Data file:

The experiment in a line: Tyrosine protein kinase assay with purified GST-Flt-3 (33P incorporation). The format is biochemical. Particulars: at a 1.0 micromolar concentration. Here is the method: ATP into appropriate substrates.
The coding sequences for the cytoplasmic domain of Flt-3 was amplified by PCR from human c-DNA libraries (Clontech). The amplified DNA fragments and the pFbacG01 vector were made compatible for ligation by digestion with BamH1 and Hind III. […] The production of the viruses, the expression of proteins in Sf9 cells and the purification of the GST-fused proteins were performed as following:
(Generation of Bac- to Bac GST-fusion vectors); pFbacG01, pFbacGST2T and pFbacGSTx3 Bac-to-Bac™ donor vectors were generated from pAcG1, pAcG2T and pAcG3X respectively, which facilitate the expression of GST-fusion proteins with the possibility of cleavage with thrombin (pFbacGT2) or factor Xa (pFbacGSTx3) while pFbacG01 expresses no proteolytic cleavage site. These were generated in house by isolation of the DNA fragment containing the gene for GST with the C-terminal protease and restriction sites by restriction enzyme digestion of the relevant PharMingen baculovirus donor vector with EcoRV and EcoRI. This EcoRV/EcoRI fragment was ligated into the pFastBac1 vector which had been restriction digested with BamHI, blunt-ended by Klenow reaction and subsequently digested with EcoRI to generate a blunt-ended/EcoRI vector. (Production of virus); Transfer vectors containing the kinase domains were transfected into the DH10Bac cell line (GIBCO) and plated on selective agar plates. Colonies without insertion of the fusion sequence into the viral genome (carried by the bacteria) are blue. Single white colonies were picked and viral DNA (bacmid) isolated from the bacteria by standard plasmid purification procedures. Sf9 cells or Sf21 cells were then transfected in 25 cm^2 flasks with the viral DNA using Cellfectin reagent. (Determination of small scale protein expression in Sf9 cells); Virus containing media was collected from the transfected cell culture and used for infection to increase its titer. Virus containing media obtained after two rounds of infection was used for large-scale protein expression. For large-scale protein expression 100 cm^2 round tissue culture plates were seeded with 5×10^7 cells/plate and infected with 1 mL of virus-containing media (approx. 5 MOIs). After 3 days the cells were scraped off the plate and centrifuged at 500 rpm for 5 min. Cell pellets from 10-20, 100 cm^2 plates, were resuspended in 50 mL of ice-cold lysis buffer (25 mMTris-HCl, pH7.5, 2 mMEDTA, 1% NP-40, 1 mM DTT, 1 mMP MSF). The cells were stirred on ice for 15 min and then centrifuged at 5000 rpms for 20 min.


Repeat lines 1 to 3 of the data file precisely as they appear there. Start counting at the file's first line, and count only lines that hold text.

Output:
The experiment in a line: Tyrosine protein kinase assay with purified GST-Flt-3 (33P incorporation). The format is biochemical. Particulars: at a 1.0 micromolar concentration. Here is the method: ATP into appropriate substrates.
The coding sequences for the cytoplasmic domain of Flt-3 was amplified by PCR from human c-DNA libraries (Clontech). The amplified DNA fragments and the pFbacG01 vector were made compatible for ligation by digestion with BamH1 and Hind III. […] The production of the viruses, the expression of proteins in Sf9 cells and the purification of the GST-fused proteins were performed as following:
(Generation of Bac- to Bac GST-fusion vectors); pFbacG01, pFbacGST2T and pFbacGSTx3 Bac-to-Bac™ donor vectors were generated from pAcG1, pAcG2T and pAcG3X respectively, which facilitate the expression of GST-fusion proteins with the possibility of cleavage with thrombin (pFbacGT2) or factor Xa (pFbacGSTx3) while pFbacG01 expresses no proteolytic cleavage site. These were generated in house by isolation of the DNA fragment containing the gene for GST with the C-terminal protease and restriction sites by restriction enzyme digestion of the relevant PharMingen baculovirus donor vector with EcoRV and EcoRI. This EcoRV/EcoRI fragment was ligated into the pFastBac1 vector which had been restriction digested with BamHI, blunt-ended by Klenow reaction and subsequently digested with EcoRI to generate a blunt-ended/EcoRI vector. (Production of virus); Transfer vectors containing the kinase domains were transfected into the DH10Bac cell line (GIBCO) and plated on selective agar plates. Colonies without insertion of the fusion sequence into the viral genome (carried by the bacteria) are blue. Single white colonies were picked and viral DNA (bacmid) isolated from the bacteria by standard plasmid purification procedures. Sf9 cells or Sf21 cells were then transfected in 25 cm^2 flasks with the viral DNA using Cellfectin reagent. (Determination of small scale protein expression in Sf9 cells); Virus containing media was collected from the transfected cell culture and used for infection to increase its titer. Virus containing media obtained after two rounds of infection was used for large-scale protein expression. For large-scale protein expression 100 cm^2 round tissue culture plates were seeded with 5×10^7 cells/plate and infected with 1 mL of virus-containing media (approx. 5 MOIs). After 3 days the cells were scraped off the plate and centrifuged at 500 rpm for 5 min. Cell pellets from 10-20, 100 cm^2 plates, were resuspended in 50 mL of ice-cold lysis buffer (25 mMTris-HCl, pH7.5, 2 mMEDTA, 1% NP-40, 1 mM DTT, 1 mMP MSF). The cells were stirred on ice for 15 min and then centrifuged at 5000 rpms for 20 min.